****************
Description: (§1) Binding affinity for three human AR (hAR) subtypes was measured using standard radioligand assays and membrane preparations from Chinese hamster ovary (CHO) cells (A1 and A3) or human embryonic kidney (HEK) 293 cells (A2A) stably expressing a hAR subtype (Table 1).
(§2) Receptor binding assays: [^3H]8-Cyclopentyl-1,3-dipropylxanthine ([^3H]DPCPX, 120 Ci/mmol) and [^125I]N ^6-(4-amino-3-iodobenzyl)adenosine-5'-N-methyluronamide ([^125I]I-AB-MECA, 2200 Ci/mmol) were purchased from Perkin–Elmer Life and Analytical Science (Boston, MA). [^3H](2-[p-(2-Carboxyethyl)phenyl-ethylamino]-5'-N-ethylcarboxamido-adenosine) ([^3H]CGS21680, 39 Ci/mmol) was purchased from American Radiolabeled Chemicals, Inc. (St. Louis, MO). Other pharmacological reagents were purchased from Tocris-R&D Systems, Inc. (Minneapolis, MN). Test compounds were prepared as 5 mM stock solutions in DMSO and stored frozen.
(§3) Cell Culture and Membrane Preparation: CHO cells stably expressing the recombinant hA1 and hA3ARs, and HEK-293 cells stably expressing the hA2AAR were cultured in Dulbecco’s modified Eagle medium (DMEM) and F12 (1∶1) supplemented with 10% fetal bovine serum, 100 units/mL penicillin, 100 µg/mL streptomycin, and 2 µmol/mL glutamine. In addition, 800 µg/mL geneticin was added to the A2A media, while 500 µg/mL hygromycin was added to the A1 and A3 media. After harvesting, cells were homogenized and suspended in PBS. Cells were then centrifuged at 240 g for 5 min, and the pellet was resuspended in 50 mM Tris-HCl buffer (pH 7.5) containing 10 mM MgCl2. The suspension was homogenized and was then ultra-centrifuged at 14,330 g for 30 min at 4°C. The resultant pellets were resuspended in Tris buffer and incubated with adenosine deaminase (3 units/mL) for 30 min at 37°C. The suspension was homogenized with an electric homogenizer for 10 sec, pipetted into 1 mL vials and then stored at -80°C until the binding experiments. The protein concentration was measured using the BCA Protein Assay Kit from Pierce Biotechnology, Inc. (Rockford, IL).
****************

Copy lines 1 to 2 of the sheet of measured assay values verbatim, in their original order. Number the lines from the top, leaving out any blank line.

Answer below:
Description: (§1) Binding affinity for three human AR (hAR) subtypes was measured using standard radioligand assays and membrane preparations from Chinese hamster ovary (CHO) cells (A1 and A3) or human embryonic kidney (HEK) 293 cells (A2A) stably expressing a hAR subtype (Table 1).
(§2) Receptor binding assays: [^3H]8-Cyclopentyl-1,3-dipropylxanthine ([^3H]DPCPX, 120 Ci/mmol) and [^125I]N ^6-(4-amino-3-iodobenzyl)adenosine-5'-N-methyluronamide ([^125I]I-AB-MECA, 2200 Ci/mmol) were purchased from Perkin–Elmer Life and Analytical Science (Boston, MA). [^3H](2-[p-(2-Carboxyethyl)phenyl-ethylamino]-5'-N-ethylcarboxamido-adenosine) ([^3H]CGS21680, 39 Ci/mmol) was purchased from American Radiolabeled Chemicals, Inc. (St. Louis, MO). Other pharmacological reagents were purchased from Tocris-R&D Systems, Inc. (Minneapolis, MN). Test compounds were prepared as 5 mM stock solutions in DMSO and stored frozen.